Last week, and just over a year after the UN came to similar conclusions, a classified Senate Intelligence Committee report reportedly suggests US government and intelligence officials carried out an array of torture-related crimes. Based on an exclusive report from the Washington Post, three shocking revelations have emerged.
Fact #1 – CIA officials lied to Congress
For years, Bush and Obama administration officials have insisted to the American people that torture, referred to as ‘enhanced interrogation techniques’, had saved thousands of American lives and thwarted numerous terror attacks before they occurred. The Senate report reveals that was all a lie. The CIA reportedly couldn’t come up with one single example where torture had stopped a terror plot.
The Washington Post quotes one US government official briefed on the contents of the classified Senate report, “The CIA described repeatedly both to the Department of Justice and eventually to Congress as getting unique, otherwise unobtainable intelligence that helped disrupt terrorist plots and save thousands of lives. Was that actually true? The answer is no.”
One of many examples apparently cited in the 6,300 page Senate report is that of accused terrorist Abu Zubaida. While hospitalized in Pakistan, he was interviewed by US intelligence agents and admittedly cooperated, giving the agents valuable information. Shortly thereafter, CIA officials took Abu Zubaida into custody and tortured him, including 83 different water boarding sessions. Zubaida gave up no new information, but by the time his statements found their way to upper level US officials, his intelligence was officially claimed as a direct result of the torture instead of the voluntary interview as was actually the case.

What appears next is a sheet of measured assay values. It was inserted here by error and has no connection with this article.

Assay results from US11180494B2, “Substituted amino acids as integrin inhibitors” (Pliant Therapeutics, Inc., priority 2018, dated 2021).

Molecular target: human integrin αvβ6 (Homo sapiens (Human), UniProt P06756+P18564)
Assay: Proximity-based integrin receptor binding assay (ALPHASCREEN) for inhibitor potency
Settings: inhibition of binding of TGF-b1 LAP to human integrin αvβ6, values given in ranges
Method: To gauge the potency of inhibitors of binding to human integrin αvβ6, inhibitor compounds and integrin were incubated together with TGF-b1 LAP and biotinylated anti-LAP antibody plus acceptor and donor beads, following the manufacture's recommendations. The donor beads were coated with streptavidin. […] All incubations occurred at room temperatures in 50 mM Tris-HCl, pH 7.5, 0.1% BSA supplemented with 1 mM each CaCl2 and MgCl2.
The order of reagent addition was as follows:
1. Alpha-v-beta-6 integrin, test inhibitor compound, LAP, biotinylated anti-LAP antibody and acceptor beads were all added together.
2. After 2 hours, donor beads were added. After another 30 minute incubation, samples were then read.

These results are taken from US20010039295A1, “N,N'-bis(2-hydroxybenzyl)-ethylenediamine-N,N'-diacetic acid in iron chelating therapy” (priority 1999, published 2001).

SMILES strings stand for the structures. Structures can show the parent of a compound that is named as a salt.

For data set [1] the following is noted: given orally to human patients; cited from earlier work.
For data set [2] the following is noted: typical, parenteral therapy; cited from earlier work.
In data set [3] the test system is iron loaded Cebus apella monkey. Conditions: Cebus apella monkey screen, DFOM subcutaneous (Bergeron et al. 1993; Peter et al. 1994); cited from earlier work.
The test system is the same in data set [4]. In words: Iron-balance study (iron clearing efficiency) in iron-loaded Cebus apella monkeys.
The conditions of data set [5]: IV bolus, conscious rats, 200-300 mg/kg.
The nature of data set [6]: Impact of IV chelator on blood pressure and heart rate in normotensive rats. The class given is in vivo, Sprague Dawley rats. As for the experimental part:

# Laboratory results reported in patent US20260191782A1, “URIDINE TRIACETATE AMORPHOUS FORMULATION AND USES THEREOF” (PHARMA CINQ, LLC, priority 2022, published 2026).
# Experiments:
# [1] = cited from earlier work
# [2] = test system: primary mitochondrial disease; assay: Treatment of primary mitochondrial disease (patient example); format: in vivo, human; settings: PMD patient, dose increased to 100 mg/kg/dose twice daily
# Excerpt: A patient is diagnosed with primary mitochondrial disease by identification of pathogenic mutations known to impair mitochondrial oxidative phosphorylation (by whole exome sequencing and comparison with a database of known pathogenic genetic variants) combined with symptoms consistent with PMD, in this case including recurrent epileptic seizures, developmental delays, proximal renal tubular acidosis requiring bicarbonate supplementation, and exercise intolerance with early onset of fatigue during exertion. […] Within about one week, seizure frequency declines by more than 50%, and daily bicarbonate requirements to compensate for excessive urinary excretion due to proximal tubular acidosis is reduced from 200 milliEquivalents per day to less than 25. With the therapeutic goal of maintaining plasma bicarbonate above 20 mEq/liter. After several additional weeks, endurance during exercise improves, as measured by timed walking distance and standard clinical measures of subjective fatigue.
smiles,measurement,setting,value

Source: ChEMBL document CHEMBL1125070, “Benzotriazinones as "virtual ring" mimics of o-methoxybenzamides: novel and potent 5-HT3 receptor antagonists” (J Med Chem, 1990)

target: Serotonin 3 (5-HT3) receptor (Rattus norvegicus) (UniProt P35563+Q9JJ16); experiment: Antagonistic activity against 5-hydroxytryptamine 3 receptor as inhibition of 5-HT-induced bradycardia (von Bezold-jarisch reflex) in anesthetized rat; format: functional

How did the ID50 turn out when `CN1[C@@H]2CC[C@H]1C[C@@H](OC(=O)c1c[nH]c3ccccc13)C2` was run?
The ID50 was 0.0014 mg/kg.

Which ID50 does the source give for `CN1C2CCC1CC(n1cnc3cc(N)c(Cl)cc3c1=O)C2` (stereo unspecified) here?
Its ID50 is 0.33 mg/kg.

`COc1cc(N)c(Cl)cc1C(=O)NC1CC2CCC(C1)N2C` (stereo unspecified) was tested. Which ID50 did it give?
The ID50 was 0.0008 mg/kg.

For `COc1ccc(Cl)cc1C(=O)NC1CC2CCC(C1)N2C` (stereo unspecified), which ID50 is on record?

Fact #2 – Torture didn’t produce a single helpful tip
Like the example above, many of the other examples cited point to Iraqi and Afghan captives who were first interviewed and officially considered cooperative, only to find themselves reclassified as uncooperative by the CIA. In each instance, the Agency’s torture campaign, often months or years-long, didn’t produce any new information than was already provided voluntarily. In one instance, an FBI report is cited for complaining that the CIA was torturing the FBI’s cooperating witnesses.
The Washington Post report quotes another US official saying, “The CIA conflated what was gotten when, which led them to misrepresent the effectiveness of the program.” The official said that the false statements to Congress and other US officials were “the most damaging” of the Intelligence Committee’s findings.
Contrary to the movie Zero Dark Thirty, the tip that lead to finding and killing Osama bin Laden in Pakistan didn’t come during a CIA torture session at a secret Agency torture facility in Romania. Instead, the CIA had already had the invaluable piece of information from its earlier voluntary interviews with the same captive while held by CIA and Kurdish forces in northern Iraq. The later torture proved to reveal nothing new. That captive, Hassan Ghul, was eventually released and killed by a US drone strike.